Indecisiveness is a common problem faced by most of us. Some face this problem in particular situations but for others it is a part and parcel of life. There are so many people out there who bear the stress of making the right choice and thereby a great difficulty in taking a decision.
Is there a cure to this nature? There sure is! But before we dive into the solutions, let us understand two types of indecisiveness.
1. Confusion between two or more choices.
2. Confusion of whether or not to take a certain decision.
The first type of problem is encountered when the choices in hand are equally good or equally bad. This type is easier to deal with and overcome. Most of us have a very common method to solve this problem. It is the Pros and Cons Method. Listing down the pros and cons of each choice and then making a well informed decision. Personally, I feel, this method ends up confusing us even more. Therefore, I have come up with another method which I call the Importance Weightage Method. The method is easy to use and ends up giving a clearer picture. The method is as follows:
Step 1: Identify the most important features expected in the final choice.
Step 2: Assign importance levels to these features.
Step 3: Rate every choice based on these features.
Step 4: Check which choice excels in your most important features.
This method will work wonders for most situations. Put in little time and efforts and you will surely come close to making a decision.
This type of indecisiveness is more serious and requires more time to overcome. This is generally inbuilt in your personality and hence requires some internal working. The major reasons leading to this situation are:
a. Fear– Various types of fears such as what people will say, what if it doesn’t work, what if no one supports me and so on.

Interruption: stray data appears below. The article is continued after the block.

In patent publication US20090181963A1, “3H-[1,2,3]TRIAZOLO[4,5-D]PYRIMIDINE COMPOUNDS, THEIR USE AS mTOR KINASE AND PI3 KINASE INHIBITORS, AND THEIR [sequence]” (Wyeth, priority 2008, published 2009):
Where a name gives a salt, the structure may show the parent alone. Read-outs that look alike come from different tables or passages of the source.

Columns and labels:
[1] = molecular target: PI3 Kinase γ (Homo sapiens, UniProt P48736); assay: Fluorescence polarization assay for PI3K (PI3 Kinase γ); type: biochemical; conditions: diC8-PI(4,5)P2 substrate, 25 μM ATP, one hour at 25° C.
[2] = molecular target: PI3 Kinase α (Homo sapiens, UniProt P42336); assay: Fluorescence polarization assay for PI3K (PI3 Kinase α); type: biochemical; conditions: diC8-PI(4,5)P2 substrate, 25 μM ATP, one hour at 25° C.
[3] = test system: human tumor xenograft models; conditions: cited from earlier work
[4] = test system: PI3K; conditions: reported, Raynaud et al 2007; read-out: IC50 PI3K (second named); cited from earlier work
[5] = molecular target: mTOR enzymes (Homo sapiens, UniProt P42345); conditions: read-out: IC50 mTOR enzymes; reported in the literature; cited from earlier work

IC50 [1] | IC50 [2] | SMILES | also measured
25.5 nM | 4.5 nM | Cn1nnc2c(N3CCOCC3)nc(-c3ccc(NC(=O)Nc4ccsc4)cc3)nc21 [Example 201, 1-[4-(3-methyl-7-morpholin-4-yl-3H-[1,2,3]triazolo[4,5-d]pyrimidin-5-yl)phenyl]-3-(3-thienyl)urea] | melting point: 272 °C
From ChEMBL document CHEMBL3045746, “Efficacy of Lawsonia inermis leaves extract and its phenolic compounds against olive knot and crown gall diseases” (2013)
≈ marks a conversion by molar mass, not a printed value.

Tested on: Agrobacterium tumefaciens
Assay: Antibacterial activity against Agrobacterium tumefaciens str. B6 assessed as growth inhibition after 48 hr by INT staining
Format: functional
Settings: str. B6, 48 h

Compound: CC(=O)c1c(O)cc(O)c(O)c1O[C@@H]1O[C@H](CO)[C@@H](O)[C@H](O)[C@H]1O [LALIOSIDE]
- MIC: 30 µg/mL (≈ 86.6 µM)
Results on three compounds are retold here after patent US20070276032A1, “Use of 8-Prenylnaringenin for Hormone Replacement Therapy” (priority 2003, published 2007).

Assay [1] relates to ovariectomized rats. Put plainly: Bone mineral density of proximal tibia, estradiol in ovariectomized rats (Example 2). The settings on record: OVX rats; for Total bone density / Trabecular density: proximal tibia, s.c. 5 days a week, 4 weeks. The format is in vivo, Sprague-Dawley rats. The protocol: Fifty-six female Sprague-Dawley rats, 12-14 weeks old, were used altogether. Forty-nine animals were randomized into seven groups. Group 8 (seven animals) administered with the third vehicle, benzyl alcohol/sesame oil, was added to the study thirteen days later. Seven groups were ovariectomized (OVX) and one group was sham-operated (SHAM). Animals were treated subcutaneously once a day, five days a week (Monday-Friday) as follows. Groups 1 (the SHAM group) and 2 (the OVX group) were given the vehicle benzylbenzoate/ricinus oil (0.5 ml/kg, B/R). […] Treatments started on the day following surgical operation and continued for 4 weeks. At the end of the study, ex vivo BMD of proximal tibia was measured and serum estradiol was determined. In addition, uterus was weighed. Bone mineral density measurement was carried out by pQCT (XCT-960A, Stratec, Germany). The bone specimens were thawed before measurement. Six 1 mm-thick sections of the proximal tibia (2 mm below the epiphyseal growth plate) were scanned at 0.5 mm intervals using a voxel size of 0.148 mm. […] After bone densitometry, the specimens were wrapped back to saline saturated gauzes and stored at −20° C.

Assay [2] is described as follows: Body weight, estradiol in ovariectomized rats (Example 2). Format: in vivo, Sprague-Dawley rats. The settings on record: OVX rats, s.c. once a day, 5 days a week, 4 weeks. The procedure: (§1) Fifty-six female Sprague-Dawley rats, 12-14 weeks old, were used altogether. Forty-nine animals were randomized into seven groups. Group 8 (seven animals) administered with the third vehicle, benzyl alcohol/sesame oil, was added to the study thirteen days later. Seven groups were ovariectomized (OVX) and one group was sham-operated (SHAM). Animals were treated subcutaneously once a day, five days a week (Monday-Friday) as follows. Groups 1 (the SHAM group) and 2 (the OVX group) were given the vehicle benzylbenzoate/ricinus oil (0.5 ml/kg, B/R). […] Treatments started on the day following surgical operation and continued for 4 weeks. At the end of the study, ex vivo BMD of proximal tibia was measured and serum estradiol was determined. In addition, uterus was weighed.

b. Overthinking – Thinking over and over again about all the possible consequences and making plans to deal with each one of them.
c. Perfectionism – Extreme compulsive need to do a perfect task and trying to leave out each and every flaw out.
d. Lack of self-belief – Not being sure about your own capabilities or competencies.
Overcoming any of these is a not a 1 day or a 1 week process. It will take conscious and continuous efforts to see sustainable development. This is an easy to follow 4 step process which will help you overcome this problem if practiced continuously.
Step 1: Realize the Importance of time
Time is money! If you take too long to make a decision, you might lose out on a big opportunity. The more early you start, more early you get the results. So value the time you have and don’t let it slip away. To practice this, you need to set deadline for yourself to take a certain decision.
Step 2: Prepare your mind
I don’t assure you that you will always take the right decision. You can go wrong or you may turn out to be right. So, hope for the best and be prepared for the worst! But keep in mind, DO NOT BE NEGATIVE. Being prepared for the worst just saes you from a disaster, and it certainly does not mean you go into a negative mind-set. Be ready for what may come.
Step 3: Learn
When results show up, you are either right or you are wrong. If you are right, you get a path. So remember how you managed to make this right decision and reuse it. If you go wrong, find out what was flawed and be determined to improve it the next time. Do not overwhelm or discourage yourself. Learn from each outcome you get.
Step 4: Own-up
Own up to the results, it is most important. Do not blame your failures or give away your victory. Whatever is the result, own-up to it as it makes you a responsible, trust-worthy and accountable person. These values will help you in strengthening your self-confidence.
And all throughout the way, remember that people will always talk. You have to decide how much it affects you. Take suggestions, advises, compliments and criticism in a positive and constructive way. They help you be a better you!
Bonus Tip: Do not ask too many people about your decision. Chances are, you will get diverse answers which will make you even more indecisive.